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Our Own Artist

Artists John Palmer, Will Brooks, and photographer David Lewis

By Steven Foster

A Very Busy Brush

A Will Brooks' cube

With two recent high-profile projects, John Palmer continues painting a name for himself

Seems painter John Palmer’s work is showing up everywhere these days. The limited edition lithograph “Our Relief” is a

collaboration between the white-hot painter and sculptor David Adickes. Proceeds from the work go to the American Red Cross, helping victims of Hurricane Ike—fitting since Houston and the nation prepare for another round of storms that seems to be getting off to a rip-roaring start with Bill. Another joint effort, this time with psychotherapist

Christopher Brown, may not have the size of a painting, but it has all the physical heft of a coffee-table art book and the meta-inspiration behind today’s emotional fixer-upper bestsellers, albeit this one features prettier pictures. The 128-page The Art of Meaningful Living is available for about $22 on Amazon. For collectors, there are a few numbered, signed, and sealed copies at the John Palmer Gallery for $300, each with an original painting in the back of the book. 1218 Heights Blvd. 713/861-6726.



Hip To Be Square

Our Relief, by John Palmer and David Adickes

Will Brooks’s art cubes may be numbered, but their impact is infinite

In any art gallery or museum, you’re constantly made aware through small plaques or shadowy docent that you are not to touch the artwork. Will Brooks’s art isn’t meant to be just touched, but to touch others. Brooks created, constructed, and painted 12 vivid cubes. Each four-inch cube is numbered, and each panel is painted with a similar, yet unique color scheme, pattern, or texture. And because it’s a cube, the work doesn’t just hang flat like a painting, you can reposition or redirect it, making it a different piece of art every day. But the very cool bit? If you receive or find one of these cubes, it’s yours to keep. There’s just one catch. In return, you are to sacrifice, say, one green tea chai a week and give those twenty-something bucks to charity. It’s urban art meets Obama pass-it-on social responsibility. Very meaningful living indeed. If you need some suggestions, visit for a listing of local organizations in need.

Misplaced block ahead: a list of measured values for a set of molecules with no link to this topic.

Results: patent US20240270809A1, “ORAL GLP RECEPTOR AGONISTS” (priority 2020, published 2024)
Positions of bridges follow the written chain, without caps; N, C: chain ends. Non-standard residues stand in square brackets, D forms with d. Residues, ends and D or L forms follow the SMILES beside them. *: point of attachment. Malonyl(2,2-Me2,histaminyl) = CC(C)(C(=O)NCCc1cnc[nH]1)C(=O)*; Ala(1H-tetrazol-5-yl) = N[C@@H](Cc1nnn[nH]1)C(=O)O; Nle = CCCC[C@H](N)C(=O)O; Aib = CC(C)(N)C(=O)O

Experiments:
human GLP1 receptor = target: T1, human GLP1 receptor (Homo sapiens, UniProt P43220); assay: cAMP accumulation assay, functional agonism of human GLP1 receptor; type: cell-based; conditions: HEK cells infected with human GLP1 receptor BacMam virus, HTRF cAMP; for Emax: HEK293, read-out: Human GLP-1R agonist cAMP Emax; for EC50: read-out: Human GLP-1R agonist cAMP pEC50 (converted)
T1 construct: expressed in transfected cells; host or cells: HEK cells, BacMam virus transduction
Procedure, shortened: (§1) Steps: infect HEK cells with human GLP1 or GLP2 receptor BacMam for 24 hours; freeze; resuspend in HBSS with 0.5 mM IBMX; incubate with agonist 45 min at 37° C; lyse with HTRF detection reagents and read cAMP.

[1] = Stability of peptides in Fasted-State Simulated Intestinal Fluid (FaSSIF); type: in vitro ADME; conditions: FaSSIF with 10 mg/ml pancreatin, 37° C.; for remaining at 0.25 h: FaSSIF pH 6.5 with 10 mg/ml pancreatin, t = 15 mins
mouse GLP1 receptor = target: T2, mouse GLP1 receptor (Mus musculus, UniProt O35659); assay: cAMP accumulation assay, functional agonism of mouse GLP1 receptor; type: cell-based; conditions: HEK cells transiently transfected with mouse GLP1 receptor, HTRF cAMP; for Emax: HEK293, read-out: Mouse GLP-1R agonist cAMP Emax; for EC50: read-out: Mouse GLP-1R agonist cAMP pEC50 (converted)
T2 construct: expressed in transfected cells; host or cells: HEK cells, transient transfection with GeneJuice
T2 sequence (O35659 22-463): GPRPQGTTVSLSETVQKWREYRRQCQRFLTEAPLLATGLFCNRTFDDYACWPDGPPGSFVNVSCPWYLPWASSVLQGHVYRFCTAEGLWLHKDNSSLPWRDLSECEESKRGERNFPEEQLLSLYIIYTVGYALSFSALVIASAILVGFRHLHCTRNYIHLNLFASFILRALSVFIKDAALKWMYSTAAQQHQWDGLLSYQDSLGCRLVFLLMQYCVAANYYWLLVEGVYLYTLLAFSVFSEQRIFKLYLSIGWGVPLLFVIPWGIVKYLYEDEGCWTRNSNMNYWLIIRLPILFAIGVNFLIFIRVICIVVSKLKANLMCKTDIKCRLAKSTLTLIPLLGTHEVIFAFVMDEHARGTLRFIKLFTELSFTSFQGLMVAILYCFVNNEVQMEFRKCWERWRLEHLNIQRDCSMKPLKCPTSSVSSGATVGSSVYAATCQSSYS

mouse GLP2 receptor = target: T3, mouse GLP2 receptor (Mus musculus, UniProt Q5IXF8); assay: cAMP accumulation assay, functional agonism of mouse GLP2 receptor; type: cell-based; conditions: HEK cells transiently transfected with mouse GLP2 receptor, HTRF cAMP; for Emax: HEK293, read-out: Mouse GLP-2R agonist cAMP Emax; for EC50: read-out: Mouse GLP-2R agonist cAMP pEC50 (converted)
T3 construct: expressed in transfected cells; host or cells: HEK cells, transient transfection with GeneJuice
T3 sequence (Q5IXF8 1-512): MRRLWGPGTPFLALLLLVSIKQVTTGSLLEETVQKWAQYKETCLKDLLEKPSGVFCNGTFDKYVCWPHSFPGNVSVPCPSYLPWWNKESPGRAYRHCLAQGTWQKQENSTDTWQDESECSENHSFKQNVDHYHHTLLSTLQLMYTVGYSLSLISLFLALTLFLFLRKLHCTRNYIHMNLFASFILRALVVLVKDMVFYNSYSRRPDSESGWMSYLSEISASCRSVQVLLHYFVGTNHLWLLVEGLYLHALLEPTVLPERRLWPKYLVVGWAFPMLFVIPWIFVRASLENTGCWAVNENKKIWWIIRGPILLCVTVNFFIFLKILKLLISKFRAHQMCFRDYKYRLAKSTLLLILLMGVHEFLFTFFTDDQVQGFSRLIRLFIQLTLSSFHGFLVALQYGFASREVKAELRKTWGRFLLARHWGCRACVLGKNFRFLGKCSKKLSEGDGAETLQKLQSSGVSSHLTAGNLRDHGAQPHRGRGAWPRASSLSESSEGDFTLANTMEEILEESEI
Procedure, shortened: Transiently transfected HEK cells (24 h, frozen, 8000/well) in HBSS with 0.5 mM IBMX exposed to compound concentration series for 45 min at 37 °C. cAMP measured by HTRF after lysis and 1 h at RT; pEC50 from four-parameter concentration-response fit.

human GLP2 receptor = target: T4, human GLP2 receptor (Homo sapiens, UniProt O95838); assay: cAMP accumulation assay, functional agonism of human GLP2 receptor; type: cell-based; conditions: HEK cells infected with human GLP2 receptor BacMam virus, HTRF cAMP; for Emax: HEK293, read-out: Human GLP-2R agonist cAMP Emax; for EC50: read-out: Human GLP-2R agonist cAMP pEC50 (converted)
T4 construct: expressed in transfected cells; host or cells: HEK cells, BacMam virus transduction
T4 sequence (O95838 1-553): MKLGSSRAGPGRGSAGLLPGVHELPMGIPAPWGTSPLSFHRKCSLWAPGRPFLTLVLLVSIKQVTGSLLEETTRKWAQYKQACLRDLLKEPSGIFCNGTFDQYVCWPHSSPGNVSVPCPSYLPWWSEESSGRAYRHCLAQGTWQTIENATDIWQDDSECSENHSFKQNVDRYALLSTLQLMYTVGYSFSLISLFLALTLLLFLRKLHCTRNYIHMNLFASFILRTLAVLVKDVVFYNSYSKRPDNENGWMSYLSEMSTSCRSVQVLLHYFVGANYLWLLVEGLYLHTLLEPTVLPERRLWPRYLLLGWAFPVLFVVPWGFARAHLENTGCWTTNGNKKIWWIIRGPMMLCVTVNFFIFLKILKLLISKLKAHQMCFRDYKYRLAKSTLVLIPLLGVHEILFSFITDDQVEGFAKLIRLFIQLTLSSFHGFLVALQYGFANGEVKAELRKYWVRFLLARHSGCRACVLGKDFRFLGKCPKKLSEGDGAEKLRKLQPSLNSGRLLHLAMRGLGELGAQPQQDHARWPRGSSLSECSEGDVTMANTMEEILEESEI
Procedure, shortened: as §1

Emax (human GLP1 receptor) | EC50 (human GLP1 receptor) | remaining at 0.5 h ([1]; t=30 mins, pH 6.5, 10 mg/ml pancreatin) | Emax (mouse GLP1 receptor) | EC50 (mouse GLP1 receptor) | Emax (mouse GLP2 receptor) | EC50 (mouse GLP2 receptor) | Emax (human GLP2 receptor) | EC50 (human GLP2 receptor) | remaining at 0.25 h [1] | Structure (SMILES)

Not Letting The Sun Go Down On Him
Houston photographer David Lewis one of top 10 finalists

David Lewis's photograph

Pharmaceutical giant Bristol-Myers Squibb announced the short list for their annual “Fight HIV Your Way” photography contest, and local lensman

David Lewis is one of 10 finalists. In addition to the panel of judges, public voting is also allowed this year. But even if you don’t cast a vote for Lewis’ subtle, tranquil shot of a Texas sunset, check out the site anyway. If the entries are half the caliber of last year’s, art fans are in for aphotographic feast. Stunning scenery, meditative portraiture, trippy symbolic shots, and vivid visual poems make this contest one of the best on-line galleries around. Every picture here tells some kind of story, and these photographs are no different. Whether you’re living with HIV, you

know someone who has the disease, or, worse, you’ve lost someone to the illness, these images will still have an emotional resonance. Lewis understands this, and that’s what makes a photograph that could be looked at as a rather static, unoriginal image, wholly unique.

The 10 finalists will be featured at the contest website at, where you can cast a vote for Lewis in their Public Voting Round.




Ste7en Foster

Steven Foster is a regular contributor to OutSmart Magazine.

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